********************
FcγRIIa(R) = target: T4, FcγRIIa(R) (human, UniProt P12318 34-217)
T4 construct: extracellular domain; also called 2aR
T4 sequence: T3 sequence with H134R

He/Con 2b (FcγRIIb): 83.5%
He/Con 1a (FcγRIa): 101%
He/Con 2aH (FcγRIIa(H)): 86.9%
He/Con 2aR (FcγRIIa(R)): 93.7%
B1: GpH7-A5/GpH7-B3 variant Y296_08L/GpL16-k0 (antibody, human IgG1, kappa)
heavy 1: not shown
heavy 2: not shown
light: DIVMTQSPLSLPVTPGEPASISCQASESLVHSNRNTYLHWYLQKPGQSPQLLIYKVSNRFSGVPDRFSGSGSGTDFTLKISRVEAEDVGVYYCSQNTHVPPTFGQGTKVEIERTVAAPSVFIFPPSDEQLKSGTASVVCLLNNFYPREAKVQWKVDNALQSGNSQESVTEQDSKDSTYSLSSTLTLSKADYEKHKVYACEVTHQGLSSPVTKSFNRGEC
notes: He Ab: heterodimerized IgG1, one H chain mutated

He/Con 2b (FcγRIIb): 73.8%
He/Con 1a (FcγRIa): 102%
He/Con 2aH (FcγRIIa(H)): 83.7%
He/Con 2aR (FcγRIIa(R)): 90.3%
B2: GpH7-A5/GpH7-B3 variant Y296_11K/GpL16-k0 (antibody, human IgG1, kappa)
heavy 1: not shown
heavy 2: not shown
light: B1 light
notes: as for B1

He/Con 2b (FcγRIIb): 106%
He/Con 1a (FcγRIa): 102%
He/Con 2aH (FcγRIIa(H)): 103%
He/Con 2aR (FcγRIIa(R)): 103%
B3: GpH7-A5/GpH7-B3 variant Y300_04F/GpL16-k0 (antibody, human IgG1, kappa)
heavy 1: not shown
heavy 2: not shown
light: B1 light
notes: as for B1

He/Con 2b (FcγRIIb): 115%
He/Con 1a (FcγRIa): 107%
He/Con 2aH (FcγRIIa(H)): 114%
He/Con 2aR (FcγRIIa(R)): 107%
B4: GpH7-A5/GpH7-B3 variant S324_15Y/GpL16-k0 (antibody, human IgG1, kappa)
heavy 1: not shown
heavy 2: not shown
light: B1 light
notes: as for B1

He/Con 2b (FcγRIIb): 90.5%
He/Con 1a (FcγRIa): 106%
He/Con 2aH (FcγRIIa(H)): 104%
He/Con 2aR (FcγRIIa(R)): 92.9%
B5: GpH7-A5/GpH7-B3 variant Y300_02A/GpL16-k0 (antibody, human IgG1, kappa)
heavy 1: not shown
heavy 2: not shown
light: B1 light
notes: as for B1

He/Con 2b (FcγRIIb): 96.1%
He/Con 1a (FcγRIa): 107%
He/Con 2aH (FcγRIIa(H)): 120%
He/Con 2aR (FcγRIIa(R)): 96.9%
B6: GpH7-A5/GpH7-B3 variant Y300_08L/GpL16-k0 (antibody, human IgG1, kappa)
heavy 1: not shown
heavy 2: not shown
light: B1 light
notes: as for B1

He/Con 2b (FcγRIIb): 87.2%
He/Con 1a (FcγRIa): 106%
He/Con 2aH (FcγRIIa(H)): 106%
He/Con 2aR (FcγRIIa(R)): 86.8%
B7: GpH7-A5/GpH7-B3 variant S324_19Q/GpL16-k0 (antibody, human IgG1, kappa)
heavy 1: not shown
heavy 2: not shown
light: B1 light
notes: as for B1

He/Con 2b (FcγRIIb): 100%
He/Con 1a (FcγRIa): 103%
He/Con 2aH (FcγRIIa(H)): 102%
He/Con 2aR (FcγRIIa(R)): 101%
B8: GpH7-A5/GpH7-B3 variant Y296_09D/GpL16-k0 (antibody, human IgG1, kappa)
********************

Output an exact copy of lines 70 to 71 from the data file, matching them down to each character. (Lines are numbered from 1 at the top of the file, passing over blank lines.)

He/Con 2aR (FcγRIIa(R)): 101%
B8: GpH7-A5/GpH7-B3 variant Y296_09D/GpL16-k0 (antibody, human IgG1, kappa)